By Annie Gowen - If you want to know what a Tea Party America might look like, there is no place like Kansas.
In the past year, three state agencies have been abolished and 2,050 jobs have been cut. Funding for schools, social services and the arts have been slashed. The new Republican governor rejected a $31.5 million federal grant for a new health-insurance exchange because he opposes President Obama’s health-care law. And that’s just the small stuff.
...During his tenure as governor, Brownback has pushed for stricter abortion controls, the expansion of faith-based programming and initiatives that promote healthy marriage and fatherhood...
Brownback defied even the GOP-led state legislature in cutting funding for the arts, which left Kansas as the only state without a state-funded arts commission. And his plan to shutter nine social service offices around the state created a firestorm and sent several localities scrambling for their checkbooks to keep the offices open.
...One of Brownback’s top lieutenants was Robert Siedlecki Jr., a former legal adviser on faith-based initiatives in the George W. Bush administration. Brownback hired Siedlecki this year to be Kansas’s secretary of social and rehabilitation services.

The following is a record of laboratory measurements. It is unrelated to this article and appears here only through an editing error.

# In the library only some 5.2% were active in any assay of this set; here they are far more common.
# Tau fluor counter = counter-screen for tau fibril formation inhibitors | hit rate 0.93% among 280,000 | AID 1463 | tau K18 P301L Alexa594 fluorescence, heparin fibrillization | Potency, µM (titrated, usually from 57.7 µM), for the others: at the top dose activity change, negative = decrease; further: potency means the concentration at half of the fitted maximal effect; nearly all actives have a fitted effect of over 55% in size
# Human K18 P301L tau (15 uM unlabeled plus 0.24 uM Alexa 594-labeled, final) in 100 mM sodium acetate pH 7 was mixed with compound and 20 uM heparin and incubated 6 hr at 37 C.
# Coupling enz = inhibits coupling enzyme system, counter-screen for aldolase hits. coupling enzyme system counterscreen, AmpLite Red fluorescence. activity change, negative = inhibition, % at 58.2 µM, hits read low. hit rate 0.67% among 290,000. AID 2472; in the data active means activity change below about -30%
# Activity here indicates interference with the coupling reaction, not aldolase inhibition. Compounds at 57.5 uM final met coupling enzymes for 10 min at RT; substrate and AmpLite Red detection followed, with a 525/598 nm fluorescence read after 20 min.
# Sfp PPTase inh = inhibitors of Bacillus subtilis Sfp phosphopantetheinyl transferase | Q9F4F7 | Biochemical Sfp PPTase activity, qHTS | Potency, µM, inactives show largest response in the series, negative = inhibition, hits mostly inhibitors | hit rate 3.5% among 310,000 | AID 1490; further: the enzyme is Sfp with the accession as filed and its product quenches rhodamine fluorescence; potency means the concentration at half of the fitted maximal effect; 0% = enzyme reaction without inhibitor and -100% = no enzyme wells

Siedlecki cut dozens of jobs, closed offices, doubled the size of the team that investigates welfare cheats and rewrote state contracts to encourage providers of state services to promote pro-fatherhood and pro-family ideals. He also hired a Florida pastor, Rick Marks, to head the state’s new healthy-marriage initiative. Marks has been described by some as the state’s “marriage guru.”
After less than a year on the job, Siedlecki resigned this month. But some of his legacy remains.
To help fund its new fatherhood initiative, Kansas has shifted $600,000 from an Early Head Start program in Riley County, which has double the state’s percentage of residents in poverty. Head Start officials said they already have strong fatherhood programming in place and that they would rather have used those funds to get children off the waiting list for day care.
“Dr. Marks — we have a ‘marriage guru’ now — came out to our program, and he was shocked at all the things we do at Head Start,” said Korey Hensley, the director of Heartland Early Education in Salina. “He said, ‘Oh, you do family preservation!’ I said, ‘Absolutely.’ ”
As the opening session of the state legislature approaches in January, officials are preparing for another bruising budget battle. Brownback plans to revamp the state’s tax system with cuts to the income tax rates and plans to change the 20-year-old funding formula for schools, a move that opponents fear could benefit wealthier districts.
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